Florida Audubon is sounding the alarm at the prospect of the Citrus County Commission backing a plan to significantly reduce waterfront setbacks for homes.
Citrus Commissioners have an 8 a.m. Tuesday workshop to discuss setbacks, which have been an on-and-off debate for several years.
The county requires homes, porches, swimming pools and the like be built 50 feet from the water’s edge, or 35 feet with a berm or swale to prevent runoff directly into the lake, river or canal. Anything closer than that requires a variance from the Citrus County Planning and Development Commission (PDC).
Clark Stillwell, an Inverness lawyer who represents the interests of developers, suggested changes in the law to allow construction within 15 feet of a waterbody with an engineered stormwater drainage system and periodic inspections in the years that follow to ensure the system is still functioning.
Commissioners also heard from PDC member Stacey Worthington, president of the Citrus County Building Alliance, who in a letter said rules regarding variances are so stringent that “common sense is not permitted to prevail” in board votes.
Charles Lee, advocacy coordinator with Florida Audubon, sent a letter Thursday to county commissioners, raising environmental issues associated with reducing setbacks.
“Now is not the time for Citrus County to loosen the requirements in its code to more easily allow development closer to the water in the county’s coastal areas,” he wrote. “Please reject proposals to weaken this code.”
The PDC has heard 35 waterfront setback variances since 2018, according to a spreadsheet Worthington included in her letter to the County Commission. Of those, 15 were approved either as requested or scaled down.
There has been an uptick in waterfront variance requests in the last year as Citrus County continues to grow with the Suncoast Parkway expected to open in early 2022. Denials have also increased.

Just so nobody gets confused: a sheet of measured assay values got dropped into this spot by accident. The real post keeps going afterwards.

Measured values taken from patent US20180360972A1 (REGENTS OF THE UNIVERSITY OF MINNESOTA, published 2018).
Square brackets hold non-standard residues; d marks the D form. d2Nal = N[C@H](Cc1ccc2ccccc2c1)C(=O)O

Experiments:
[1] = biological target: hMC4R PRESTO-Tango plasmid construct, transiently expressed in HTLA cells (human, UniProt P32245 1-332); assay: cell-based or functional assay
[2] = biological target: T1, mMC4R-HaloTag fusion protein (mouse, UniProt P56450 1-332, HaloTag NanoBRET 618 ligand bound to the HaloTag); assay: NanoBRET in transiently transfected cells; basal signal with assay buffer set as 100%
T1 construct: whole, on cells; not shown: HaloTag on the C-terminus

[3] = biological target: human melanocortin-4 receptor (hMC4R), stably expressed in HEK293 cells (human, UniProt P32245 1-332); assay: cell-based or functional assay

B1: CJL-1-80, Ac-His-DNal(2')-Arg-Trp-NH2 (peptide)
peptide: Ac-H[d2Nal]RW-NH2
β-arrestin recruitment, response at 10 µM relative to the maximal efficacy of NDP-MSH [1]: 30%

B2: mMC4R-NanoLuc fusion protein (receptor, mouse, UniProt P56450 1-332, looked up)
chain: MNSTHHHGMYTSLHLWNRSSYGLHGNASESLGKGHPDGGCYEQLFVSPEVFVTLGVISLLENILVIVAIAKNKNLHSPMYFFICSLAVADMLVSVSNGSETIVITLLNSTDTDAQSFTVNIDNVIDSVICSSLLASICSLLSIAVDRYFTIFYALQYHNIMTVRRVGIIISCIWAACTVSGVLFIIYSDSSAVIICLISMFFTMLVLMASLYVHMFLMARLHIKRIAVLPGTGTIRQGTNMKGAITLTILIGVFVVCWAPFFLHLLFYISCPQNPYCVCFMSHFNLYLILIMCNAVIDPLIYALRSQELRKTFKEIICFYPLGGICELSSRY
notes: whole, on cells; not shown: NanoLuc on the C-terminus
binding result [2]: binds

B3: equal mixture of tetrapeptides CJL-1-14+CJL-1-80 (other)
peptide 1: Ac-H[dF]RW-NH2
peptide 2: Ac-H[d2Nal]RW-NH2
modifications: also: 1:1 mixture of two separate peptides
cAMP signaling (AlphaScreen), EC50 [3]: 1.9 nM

Of the 21 requests in 2020 and so far this year, only four were approved as requested. The rest were either denied or delayed.
And, unlike zoning cases, the PDC is the sole arbiter of variance requests; the only appeal is to the circuit court.
In May 2020, the PDC denied Commissioner Jeff Kinnard’s waterfront variance for his own property in Dixie Shores near Crystal River, and he wasn’t happy about it.
“If your project is not a perfectly round peg in Citrus County, you need really deep pockets and you really need a lot of time,” he said then. “I have neither.”
Even before then, Kinnard was leading the charge to reduce the waterfront setback requirement, saying the issue is more one of aesthetics – protecting waterfront views for neighbors – than protecting the waterway.
The board came close in June 2018, narrowly defeating a proposal to drop the setback to 15 feet. Kinnard was on the losing end of a 3-2 vote.
He said in an interview this week he agreed with Stillwell’s suggestion to ease distance requirements while at the same time requiring county inspections of approved variances to make sure property owners are abiding by the berm/swale requirements.
Kinnard said the setback distances – 50 feet, 35 feet, even 15 feet – are “totally arbitrary” and have no scientific basis.
Florida Audubon also objected to the 2018 plan.
Lee noted a Florida TaxWatch report on rising sea levels and the economic impact in Florida. The report recommended local governments discourage waterfront development to reduce the potential personal property damage from hurricanes.
“We ask you to read the TAXWATCH report carefully and recognize that its recommendations to consider a ‘Slow and managed retreat from the coast,’ and its direct plea to governments to ‘End or modify government programs and policies that encourage risky development’ are 180 degrees contrary to the concept of rolling back or weakening Citrus County’s Waterfront Setback requirements reflected by either the 2018 proposed changes, or Mr. Stillwell’s proposed language,” the letter reads.
Kinnard disagreed, saying modern engineering can design an effective stormwater system. Many older homes in Crystal River or Homosassa, built prior to setback regulations, have nothing at all to prevent stormwater from seeping directly into water bodies.
Lee said he has heard that point before.
“With regard to the Commissioner’s comments about an alleged ‘increase’ in storm water protection, it is an illusory notion designed to have people look away from the main thrust of the proposal, which is clearly more building closer to the water,” he said.